Monolines confine their business to countries where they believe the economy will sustain sufficient growth to support payments, and the political climate and government policy provide a stable and conducive setting for payments to be made. Each company sets its own standards. FSA requires that the country of origin must have an investment-grade foreign-currency sovereign debt rating. All currency risk must be fully hedged through swaps with investment-grade counterparties. A guarantor's surveillance activities extend over the life of each insured issue. The guarantor typically receives monthly performance reports from the servicer or trustee of each transaction. The guarantor reviews each structured transaction to confirm compliance with transaction covenants and reporting requirements. It also tracks credit developments that could affect key parties or collateral performance. The objective is to detect problems before they become serious and to take whatever steps are available to correct such problems as soon as possible. For example, the guarantor may have the right to replace a downgraded firstloss provider or insolvent servicer. If a serious problem with the transaction develops, the guarantor often has the choice of either continuing to make scheduled payments on the insured obligations or causing its payment obligation to be accelerated. In some cases, transactions may be restructured to protect bondholders and the guarantor.




Guarantors maintain Aaa/AAA ratings to preserve their ability to write new business and to assure the durability of the ratings of issues they insure. Because the Aaa/AAA rating is so important, guarantors strive to stay ahead of rating agency standards concerning capital adequacy, financial performance and risk management matters.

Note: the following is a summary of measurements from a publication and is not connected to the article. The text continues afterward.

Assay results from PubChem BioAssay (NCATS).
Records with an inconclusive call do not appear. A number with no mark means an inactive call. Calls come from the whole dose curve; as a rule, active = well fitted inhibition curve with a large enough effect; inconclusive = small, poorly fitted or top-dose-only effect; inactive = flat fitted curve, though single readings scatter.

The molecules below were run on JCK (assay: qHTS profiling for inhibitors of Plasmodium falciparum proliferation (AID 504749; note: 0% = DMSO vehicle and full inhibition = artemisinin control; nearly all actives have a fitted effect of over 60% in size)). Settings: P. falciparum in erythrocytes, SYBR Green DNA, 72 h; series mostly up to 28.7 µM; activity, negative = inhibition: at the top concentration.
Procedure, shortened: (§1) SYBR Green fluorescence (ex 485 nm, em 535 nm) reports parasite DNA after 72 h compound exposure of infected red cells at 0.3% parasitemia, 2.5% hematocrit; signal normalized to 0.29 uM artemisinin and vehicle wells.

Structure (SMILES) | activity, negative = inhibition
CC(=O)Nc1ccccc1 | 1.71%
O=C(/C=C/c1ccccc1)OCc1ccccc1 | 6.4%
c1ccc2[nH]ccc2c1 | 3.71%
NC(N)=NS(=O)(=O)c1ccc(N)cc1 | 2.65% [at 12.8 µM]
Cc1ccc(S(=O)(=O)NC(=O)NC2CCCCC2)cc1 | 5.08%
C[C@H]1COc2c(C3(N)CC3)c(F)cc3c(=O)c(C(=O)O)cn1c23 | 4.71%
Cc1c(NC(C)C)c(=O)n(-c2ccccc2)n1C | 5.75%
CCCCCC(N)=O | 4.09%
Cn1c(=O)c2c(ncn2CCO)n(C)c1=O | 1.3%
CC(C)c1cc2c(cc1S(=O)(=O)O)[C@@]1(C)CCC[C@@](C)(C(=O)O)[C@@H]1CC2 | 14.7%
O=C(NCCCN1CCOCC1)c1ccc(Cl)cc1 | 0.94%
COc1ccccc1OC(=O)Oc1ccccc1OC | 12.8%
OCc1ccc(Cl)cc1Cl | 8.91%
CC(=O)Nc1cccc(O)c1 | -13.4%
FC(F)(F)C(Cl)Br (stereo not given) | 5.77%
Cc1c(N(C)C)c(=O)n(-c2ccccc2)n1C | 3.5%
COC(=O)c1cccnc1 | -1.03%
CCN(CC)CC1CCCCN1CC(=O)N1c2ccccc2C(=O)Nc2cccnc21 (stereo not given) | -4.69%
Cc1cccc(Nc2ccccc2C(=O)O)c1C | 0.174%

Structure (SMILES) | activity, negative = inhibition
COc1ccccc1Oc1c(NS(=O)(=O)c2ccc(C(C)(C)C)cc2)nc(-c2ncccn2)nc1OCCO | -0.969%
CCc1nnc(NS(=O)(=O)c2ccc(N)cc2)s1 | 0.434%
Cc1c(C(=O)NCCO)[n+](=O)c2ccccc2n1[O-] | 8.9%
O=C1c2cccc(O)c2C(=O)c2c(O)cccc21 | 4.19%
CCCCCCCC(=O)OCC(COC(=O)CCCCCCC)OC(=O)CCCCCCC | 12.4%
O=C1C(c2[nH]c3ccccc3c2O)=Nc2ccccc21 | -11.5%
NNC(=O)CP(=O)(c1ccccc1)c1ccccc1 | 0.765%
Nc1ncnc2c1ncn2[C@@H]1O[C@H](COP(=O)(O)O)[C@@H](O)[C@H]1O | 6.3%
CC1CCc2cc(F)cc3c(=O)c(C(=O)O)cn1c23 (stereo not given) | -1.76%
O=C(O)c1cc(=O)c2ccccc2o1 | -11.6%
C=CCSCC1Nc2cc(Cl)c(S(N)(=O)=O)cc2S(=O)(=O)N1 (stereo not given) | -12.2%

Rating agencies continually evaluate the guarantor's financial resources, operations and exposures. For example: The Moody's Approach

One tool used by Moody's in shaping its opinion of financial guarantors is a bond insurance stress model designed to measure a guarantor's ability to meet its policyholder obligations. Moody's employs simulation methods that allow it to test the interrelationships of many variables and the effectiveness of diversification in the insured portfolio, investment portfolio and group of companies providing reinsurance. Moody's assigns probabilities of default frequency and severity to sectors of the insurer's portfolio on the basis of credit quality, type of insured obligations, seasoning and economic conditions. The model takes into account the tendency of defaults to be concentrated by sector, geographic location and time period; the variability of premium pricing; and other hazards related to interest rates, management and liquidity. This flexible model enables Moody's to test the insurer's performance and capital adequacy under a wide variety of economic stresses.

The S&P Approach

Standard & Poor's examines each insured transaction and assigns a "capital charge," reflecting S&P's assessment of the transaction's loss potential in a simulated depression. One part of S&P's evaluation subjects the guarantor to the rating agency's depression-scenario capital adequacy model, which assumes three years of business growth followed by a four-year worldwide depression in which the guarantor writes no new business. Expected losses are projected over the four years of the depression by multiplying the weighted average capital charge percentage by average annual debt service in the case of municipal bonds and by average par in the case of asset-backed obligations. The model takes into account the portfolio composition as well as projected expenses and losses that occur in the investment portfolio under depression conditions. It also considers the insurer's third-party capital supports, such as reinsurance and letters of credit, weighting the value of each such resource according to the provider's credit quality. To be rated AAA, the guarantor must survive S&P's hypothetical depression with substantial capital remaining to pay additional claims. The remaining capital must be sufficient to withstand immediate additional losses equal to more than 20% of those the guarantor experienced during the depression. (See graphs, page 19.)